Al-Maliki and Sadr: A Kingmaker spells the end of a Kleptocrat

by Mostapha Hassan Abdelwahab

Sadr is gaining popularity, engaging more with the public, and solidifying his grass-roots movement.

The situation in Iraq is worsening. Tensions have been simmering over the past months. Infighting has been the hallmark of the political process. After the elections, where the Sadrists captured 73 seats but failed to form the government, deadlock has prevailed. Moqtada al-Sadr, a firebrand Shiite leader with nationalist and anti-Iran leanings, refuses to hand over the country to pro-Iran politicians, citing devastating corruption, rife sectarianism and chronic failure.

Eight months of consultations and back-and-forth talks have failed to produce a government. Al-Sadr ordered his aligned lawmakers to resign from the new parliament, throwing the political landscape into uncharted waters. Furthermore, leaks have recently emerged where former Prime Minister Nouri Al-Maliki was heard insulting Sadr, Kurds and the Sunnis. He mentioned the role of Iran; blamed the Popular Mobilization Forces’ (PMF) leaders and vowed to finish off the Zionist Sadr. 

These leaks have rattled the Iraqi political landscape. According to observers, they have exposed Maliki’s true face and the schemes he is plotting against Iraq in general and Sadr in particular. They viewed them as worrying. By contrast, others said that these leaks are a boon and a gift to Sadr and his camp. They will help him further isolate Maliki and put more pressure on him to drop out of the political process in its entirety.

The 48-minute long leaks put Sadr against Al-Maliki and bring the power play between them to its last stage. It’s the endgame. Until recently, the dispute has been partly above the table and partly under it. Now, the dispute is wholly above the table. Moreover, Sadr is at his highest point, while Al-Maliki is at the lowest.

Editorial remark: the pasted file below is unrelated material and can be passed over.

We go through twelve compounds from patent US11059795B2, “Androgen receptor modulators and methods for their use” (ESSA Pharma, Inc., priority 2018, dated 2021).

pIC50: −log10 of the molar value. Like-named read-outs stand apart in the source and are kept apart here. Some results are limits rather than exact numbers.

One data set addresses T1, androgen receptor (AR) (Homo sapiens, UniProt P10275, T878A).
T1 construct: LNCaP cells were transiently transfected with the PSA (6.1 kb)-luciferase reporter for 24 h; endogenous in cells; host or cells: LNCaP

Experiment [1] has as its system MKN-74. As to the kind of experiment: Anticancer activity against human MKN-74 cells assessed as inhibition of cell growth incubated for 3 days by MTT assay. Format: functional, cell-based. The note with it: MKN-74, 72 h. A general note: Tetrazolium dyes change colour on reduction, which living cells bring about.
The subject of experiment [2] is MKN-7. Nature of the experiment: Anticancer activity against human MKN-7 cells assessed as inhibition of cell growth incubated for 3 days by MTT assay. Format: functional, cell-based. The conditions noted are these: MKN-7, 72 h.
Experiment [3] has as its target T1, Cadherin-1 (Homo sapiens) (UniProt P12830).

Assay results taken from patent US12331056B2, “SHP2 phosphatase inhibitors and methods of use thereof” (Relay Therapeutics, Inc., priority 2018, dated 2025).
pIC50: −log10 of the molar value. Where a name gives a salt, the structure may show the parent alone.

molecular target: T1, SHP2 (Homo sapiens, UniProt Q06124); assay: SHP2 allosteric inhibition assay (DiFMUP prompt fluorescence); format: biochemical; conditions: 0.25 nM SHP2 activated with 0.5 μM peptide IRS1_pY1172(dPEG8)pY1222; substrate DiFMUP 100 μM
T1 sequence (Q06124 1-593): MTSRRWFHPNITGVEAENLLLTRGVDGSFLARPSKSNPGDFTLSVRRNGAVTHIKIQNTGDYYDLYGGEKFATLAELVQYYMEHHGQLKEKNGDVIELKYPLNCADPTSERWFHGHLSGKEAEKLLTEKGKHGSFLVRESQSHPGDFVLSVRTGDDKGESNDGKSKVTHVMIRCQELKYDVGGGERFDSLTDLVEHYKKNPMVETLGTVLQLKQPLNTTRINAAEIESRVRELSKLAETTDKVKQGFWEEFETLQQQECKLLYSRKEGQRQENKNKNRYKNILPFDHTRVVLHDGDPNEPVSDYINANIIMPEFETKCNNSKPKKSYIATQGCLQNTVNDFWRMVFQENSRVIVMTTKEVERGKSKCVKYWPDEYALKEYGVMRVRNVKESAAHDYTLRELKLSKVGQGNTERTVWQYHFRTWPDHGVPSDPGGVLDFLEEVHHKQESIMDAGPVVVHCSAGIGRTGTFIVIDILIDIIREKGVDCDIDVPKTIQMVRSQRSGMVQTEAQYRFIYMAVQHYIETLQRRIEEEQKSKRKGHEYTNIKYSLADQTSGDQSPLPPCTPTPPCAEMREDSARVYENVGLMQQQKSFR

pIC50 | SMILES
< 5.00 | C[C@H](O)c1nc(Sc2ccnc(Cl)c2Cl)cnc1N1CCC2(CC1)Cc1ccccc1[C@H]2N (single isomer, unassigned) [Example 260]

The political history of both Shiite figures paints a clear picture of the current standoff. The way Al-Sadr began his journey in the Iraqi political arena is a far cry from the way he is pursuing now. Meanwhile, Al-Maliki has been sticking to the same agenda, whose key pillars are sectarianism and favoring Iran’s interests and ideological ascendancy over Iraq’s. 

 Under his rule, Iraq had nearly swum in a bloodbath, with killings on sectarian grounds becoming a commonplace. In addition to corruption and sectarianism, Maliki ended his rule with the worst scandal that could face any leader in the world: Losing territory of the country he rules to an extremist bloodthirsty group.  On the other side, Al-Sadr, who engaged in cutthroat armed conflicts against Al-Maliki and the US forces before dismantling his Al-Mahdi Army, made several revisions, switched alliances and persuasions and ended up embracing Islamic nationalism over the globalist version adopted by his rivals receiving generous support from Iran.

He also spoke up against corruptions, staged million-man marches and spearheaded anti-government protests, becoming Iraq’s most powerful political actor and even its kingmaker. 

But there’s something that added more complexities to the already complicated political landscape in Iraq. Leaks have emerged where former Iraqi prime minister was heard insulting nearly all Iraqi political actors—even within his own alliance. The leaks that were made public by Iraqi activist overseas Ali Fadel threw the entire Iraqi political landscape into confusion.